Benoit Mandelbrot (of fractal fame) got his start (and continues) looking at the distributions of things like stock prices and the futures market. What he discovered was that most of those distributions are not gaussians, but similar to your Sunday function here.

The trouble is that all the quants can do their calculations with the gaussians, and then applied them. However, if the risk is really a lorentzian, the odds of bad things happening don't die out as quickly as you think (by a long shot). That's one reason we get market crashes of horrendous proportions much, much more often than the "experts" say we should.

Ref: "The (Mis)Behavior of Markets", by Mandelbrot.

Fortunately you can recover x0 accurately by calculating the median rather than the mean. That value does converge, and with reasonable speed.

Sue, actually my stats background is not so strong either. It's just the basic skill set to do the data analysis for the numbers pouring out of our instruments. Actually though for understanding distributions like this I'd skip the dedicated statistics books and look for an introductory book on probability. I can't really recommend a specific one as I only have my old textbook and honestly it wasn't very good. If I were you I'd just look for the most straightforward and understandable book you can find, since the basic concepts are all you really need.

By the way, are you aware of the excellent "An Atlas of Functions" by Spanier and Oldham? I own two copies, kept separately for safety.

Sivia's _Data Analysis: A Bayesian Tutorial_, in addition to being a gentle introduction to its subject, contains a nice illustrated example of inferring the parameters of a Cauchy distribution despite its infinite moments (see "the lighthouse problem").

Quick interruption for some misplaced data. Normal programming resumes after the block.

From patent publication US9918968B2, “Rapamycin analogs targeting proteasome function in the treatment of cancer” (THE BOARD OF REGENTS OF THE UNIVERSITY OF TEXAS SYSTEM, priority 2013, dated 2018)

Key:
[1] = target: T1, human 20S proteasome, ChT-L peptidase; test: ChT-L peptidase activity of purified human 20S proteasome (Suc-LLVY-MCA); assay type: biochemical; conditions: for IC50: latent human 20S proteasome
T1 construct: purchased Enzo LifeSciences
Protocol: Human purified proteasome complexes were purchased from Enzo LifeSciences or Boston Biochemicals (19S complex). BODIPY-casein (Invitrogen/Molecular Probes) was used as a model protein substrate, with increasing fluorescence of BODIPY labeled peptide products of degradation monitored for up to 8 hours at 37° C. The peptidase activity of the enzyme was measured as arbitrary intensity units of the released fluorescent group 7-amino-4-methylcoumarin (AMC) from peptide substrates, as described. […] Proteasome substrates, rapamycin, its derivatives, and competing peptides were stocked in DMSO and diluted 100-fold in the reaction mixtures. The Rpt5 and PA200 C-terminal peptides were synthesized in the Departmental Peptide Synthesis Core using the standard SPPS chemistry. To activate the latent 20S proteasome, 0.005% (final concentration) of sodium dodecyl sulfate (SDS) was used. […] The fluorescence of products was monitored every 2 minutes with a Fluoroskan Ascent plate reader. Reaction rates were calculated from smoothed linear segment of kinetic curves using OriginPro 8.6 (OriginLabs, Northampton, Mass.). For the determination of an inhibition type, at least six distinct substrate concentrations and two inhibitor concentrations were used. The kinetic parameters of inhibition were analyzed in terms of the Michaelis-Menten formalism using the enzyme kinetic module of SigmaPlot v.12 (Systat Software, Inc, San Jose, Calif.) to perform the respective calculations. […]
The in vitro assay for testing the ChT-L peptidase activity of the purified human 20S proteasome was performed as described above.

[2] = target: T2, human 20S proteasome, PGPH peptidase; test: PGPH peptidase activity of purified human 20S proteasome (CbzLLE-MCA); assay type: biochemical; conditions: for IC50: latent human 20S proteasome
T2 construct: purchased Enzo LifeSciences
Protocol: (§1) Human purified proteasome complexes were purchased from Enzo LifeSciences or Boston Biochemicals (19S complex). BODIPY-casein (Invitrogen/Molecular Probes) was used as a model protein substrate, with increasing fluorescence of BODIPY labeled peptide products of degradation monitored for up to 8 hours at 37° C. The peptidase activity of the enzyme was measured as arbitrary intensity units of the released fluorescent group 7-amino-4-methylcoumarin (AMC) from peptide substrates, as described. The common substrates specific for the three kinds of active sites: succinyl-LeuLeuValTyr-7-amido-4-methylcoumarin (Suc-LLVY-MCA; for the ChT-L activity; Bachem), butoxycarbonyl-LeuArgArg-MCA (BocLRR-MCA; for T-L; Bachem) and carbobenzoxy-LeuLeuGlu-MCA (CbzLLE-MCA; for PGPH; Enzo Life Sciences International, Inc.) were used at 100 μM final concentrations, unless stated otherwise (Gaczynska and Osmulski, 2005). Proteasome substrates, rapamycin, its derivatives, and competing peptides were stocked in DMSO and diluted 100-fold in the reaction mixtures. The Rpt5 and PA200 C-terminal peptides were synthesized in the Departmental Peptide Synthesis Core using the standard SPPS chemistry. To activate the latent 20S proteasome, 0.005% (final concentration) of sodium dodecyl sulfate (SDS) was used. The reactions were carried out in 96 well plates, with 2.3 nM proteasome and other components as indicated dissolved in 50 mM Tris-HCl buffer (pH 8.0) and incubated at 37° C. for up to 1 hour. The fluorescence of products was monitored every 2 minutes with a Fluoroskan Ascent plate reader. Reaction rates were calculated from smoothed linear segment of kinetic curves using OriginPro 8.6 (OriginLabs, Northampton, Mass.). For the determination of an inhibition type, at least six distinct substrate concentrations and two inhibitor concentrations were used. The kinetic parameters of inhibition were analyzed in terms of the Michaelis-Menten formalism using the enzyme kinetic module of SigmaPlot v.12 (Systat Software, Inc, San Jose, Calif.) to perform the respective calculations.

By Ambitwistor (not verified) on 23 Nov 2009 #permalink

However, if the risk is really a lorentzian, the odds of bad things happening don't die out as quickly as you think (by a long shot).

Which leads to things like the following August 2007 quote from David Viniar, then CFO of Goldman Sachs: "We are seeing things that were 25-standard deviation events, several days in a row." (Referenced in this article.) I do not think that word means what Mr. Viniar thinks it means.

In my line of work we sometimes encounter so-called kappa distributions, which are generalizations of the Lorentzian to simulate a power-law tail. Raise that denominator to some power and normalize it to get a kappa distribution. (The Gaussian is the kappa -> infinity limit of the kappa distribution.) Kappa distributions are a bit better behaved, but there is still a lot more probability density in the tail than you would expect if you are modeling things with Gaussians.

By Eric Lund (not verified) on 24 Nov 2009 #permalink

I thought it wasn't possible to pick a random number between -inf and +inf? (you run into paradoxes) That being the case, this idea of sampling the values of the function doesn't make any sense.

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By Paul Murray (not verified) on 25 Nov 2009 #permalink